This is great! The fact that this ships with a UI to give a checklist and everything makes this super easy to adopt.
The one thing that would be excellent would be if there was a way to offer runbook results. Like “I ran this checklist, here are my notes on each step for any weirdness, and here’s a text file that can be looked at later”. This would help with keeping track of what happened/any improvements that might be necessary later.
That is exactly what was on my mind halfway through reading this. It comes very close to meeting an operational need, but I would need to bolt on something to generate an artifact that could be saved and reviewed, especially for exceptional cases.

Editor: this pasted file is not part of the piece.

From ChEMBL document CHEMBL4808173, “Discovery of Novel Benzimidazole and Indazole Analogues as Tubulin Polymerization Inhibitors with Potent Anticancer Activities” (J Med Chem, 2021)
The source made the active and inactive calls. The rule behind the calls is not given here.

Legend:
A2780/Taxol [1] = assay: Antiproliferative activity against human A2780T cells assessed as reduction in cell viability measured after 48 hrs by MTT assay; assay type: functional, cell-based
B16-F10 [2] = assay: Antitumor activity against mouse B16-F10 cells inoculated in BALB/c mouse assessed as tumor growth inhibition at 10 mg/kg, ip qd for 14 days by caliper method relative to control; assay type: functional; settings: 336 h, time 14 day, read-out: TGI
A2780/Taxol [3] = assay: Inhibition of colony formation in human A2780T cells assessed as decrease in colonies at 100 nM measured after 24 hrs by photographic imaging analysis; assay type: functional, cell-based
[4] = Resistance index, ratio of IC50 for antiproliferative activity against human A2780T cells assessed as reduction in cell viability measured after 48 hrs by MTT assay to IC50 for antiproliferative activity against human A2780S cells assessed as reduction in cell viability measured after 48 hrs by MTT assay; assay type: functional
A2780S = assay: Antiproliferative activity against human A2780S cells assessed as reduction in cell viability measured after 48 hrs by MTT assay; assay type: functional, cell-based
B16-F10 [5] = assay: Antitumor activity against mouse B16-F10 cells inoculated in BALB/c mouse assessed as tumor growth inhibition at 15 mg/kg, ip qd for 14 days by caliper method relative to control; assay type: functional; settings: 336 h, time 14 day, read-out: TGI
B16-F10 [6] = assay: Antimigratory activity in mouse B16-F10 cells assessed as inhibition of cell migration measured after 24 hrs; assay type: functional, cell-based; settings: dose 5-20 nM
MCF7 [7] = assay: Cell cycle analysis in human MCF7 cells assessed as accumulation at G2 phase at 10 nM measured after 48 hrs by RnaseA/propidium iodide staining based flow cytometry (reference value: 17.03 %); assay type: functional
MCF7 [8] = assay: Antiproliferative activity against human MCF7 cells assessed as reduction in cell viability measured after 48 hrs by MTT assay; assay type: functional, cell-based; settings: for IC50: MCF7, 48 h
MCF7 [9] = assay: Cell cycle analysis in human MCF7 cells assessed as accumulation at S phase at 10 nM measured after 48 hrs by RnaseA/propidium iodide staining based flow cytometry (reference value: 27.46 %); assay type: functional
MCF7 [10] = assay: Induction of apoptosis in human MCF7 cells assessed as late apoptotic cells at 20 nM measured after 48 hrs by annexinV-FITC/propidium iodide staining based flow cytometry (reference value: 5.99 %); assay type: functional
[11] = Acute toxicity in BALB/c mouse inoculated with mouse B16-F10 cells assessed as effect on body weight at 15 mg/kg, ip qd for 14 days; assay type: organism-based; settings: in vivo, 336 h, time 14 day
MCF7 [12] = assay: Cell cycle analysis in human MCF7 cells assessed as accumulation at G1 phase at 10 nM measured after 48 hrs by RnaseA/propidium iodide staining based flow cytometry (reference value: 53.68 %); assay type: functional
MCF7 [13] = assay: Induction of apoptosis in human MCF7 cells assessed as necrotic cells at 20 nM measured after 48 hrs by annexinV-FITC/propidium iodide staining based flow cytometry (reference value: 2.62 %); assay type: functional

I definitely considered adding a solution for recording notes at each step. I wanted to keep Runbook’s footprint small so opted to not implement that feature. That being said, the functionality can be added pretty easily adding a runbook hook to prompt for inputing notes after each step, and a hook at the end of the book to store the notes. Not implementing this in Runbook allows for flexibility to save the notes to a file, email them to yourself, store them in a database, etc.
oooh. This might be really useful. We currently have a lot of very hand-done stuff and ghetto bash scripts, and are trying to figure out how to automate everything into Ansible or Puppet. But those systems have a harder time with things like “wait 5 seconds for hardware X to start, then confirm it’s writing data to logs before continuing”, so this might be a nice way to… well, as it says, gradually get there.
Another way to gradually move from bash scripts could be to use the Fabric library. You can do orchestration of existing scripts across multiple machines with it pretty easily. It’s Python with a small API and a CLI.